While surveys and focus groups offer researchers comparatively simple ways to gather data, observational research often provides different and, under the right conditions, more useful data. Observational research consists of monitoring ongoing behaviors in appropriate environments.
For marketing research, this can include observations in buying environments such as retail outlets, in the home, or in public, depending on whether the research concerns buying or use behaviors. The observation may be conducted passively, without the knowledge of consumers, or actively, with their knowledge. Observational research, by nature, provides qualitative, rather than quantitative data. Observational techniques avoid the self-selection bias that often skews the data gathered by techniques such as surveys.
In any group presented with a survey, the people that choose to participate often fail to represent the group adequately. Observation often captures both those that willingly participate in non-observation research approaches and those who do not normally participate. Observational techniques also can provide a depth of information lacking in other techniques, through questions prompted by the observation itself.
If, for example, a researcher observes a customer pick out a name-brand detergent and then opt for a less expensive brand, the researcher can ask if the decision was financial or about the intended use. Even when it employs technology such as cameras and recording devices, observational research represents a larger financial investment than other research methods. A true ethnographic study requires the participation of someone with advanced anthropological training over a period lasting from days to weeks.
Your email address will not be published. Observation can help round out research by offering a real-world aspect to a hypothesis. It offers a better description of consumer behavior and is less hypothetical than other methods. Observation allows you to see how consumers act together and separately. Do purchasing decisions change in a group setting? Do consumers act differently when by themselves? Observation allows you to create and observe actual situations.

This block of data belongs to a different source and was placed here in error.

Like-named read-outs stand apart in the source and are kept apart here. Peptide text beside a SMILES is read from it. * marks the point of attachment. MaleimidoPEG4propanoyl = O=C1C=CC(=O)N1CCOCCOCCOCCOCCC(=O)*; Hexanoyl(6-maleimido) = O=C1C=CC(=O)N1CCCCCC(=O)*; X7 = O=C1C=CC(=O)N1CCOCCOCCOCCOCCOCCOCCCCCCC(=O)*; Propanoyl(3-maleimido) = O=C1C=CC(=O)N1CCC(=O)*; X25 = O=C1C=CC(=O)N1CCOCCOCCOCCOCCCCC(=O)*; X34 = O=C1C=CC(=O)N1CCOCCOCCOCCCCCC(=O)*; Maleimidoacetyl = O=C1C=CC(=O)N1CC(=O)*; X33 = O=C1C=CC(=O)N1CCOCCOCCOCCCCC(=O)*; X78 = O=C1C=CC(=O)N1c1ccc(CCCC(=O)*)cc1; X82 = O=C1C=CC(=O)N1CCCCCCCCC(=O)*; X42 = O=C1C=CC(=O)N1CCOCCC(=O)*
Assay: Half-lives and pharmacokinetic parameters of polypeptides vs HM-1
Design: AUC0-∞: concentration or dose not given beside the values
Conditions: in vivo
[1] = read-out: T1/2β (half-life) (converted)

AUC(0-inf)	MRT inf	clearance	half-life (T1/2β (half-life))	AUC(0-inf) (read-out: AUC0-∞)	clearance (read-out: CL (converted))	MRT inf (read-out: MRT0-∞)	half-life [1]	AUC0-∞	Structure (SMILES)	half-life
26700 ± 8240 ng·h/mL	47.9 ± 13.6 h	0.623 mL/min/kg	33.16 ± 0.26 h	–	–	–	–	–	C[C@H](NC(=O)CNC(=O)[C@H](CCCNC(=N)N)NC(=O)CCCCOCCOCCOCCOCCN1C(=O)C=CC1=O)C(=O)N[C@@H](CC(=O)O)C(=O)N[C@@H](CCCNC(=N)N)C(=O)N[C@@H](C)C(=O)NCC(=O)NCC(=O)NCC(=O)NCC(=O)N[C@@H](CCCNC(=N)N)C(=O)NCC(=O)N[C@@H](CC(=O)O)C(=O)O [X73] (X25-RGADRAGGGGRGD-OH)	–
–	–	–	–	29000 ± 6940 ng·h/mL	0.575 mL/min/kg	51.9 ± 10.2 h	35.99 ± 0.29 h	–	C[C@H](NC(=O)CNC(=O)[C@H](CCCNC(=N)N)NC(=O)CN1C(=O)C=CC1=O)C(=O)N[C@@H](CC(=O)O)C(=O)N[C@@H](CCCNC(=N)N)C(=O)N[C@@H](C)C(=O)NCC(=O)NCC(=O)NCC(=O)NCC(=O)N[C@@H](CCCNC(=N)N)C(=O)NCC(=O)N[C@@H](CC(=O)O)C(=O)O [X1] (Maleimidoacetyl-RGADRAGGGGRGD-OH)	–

Instead of using data to try and predict what will happen when consumers pass a large product display, observation validates with actual results. Observation can improve the quality of an initial behavioral analysis based on demographics, therefore increasing the validity of research.
This technique is ideal for situations in which nonverbal communication is important for a complete consumer profile. Observation provides a more reliable measurement of actual consumer behavior, rather than self-report metrics. Observation research can include a high degree of researcher bias.
Observational marketing research is a qualitative method of collecting and analyzing information obtained through directly or indirectly watching and observing others in natural or planned environments.
There are three main methods of conducting observational research based on how involved or visible the researcher is in the particular environment. In a participant observation the researcher is an active member of the group being observed.
Observational research is particularly prevalent in the social sciences and in marketing. It is a social research technique that involves the direct observation of phenomena in their natural setting. Observational Method. This module describes the observational method of descriptive research and discusses its uses. Learning Objectives: Define observational research. List reasons researchers use the observational method; List and describe the three basics types .
Marketing Research; Observation Method; Observation Method. Under most circumstances, observational data are more expensive to obtain than other survey data. The observer has to wait doing nothing, between events to be observed. The unproductive time is an increased cost. Observational Research. Observational research consists of monitoring ongoing behaviors in appropriate environments. For marketing research, this can include observations in buying environments such as retail outlets, in the home, or in public, depending on whether the research concerns buying or use behaviors.